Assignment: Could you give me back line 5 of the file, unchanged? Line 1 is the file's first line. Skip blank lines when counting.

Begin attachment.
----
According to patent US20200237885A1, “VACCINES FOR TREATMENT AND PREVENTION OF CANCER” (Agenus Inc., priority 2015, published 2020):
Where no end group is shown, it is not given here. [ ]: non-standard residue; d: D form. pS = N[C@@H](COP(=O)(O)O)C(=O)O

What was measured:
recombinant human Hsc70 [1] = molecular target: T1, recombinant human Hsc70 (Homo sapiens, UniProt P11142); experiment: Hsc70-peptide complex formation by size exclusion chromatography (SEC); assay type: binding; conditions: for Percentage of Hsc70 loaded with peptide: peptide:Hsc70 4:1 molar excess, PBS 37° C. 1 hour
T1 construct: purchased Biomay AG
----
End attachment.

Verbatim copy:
T1 construct: purchased Biomay AG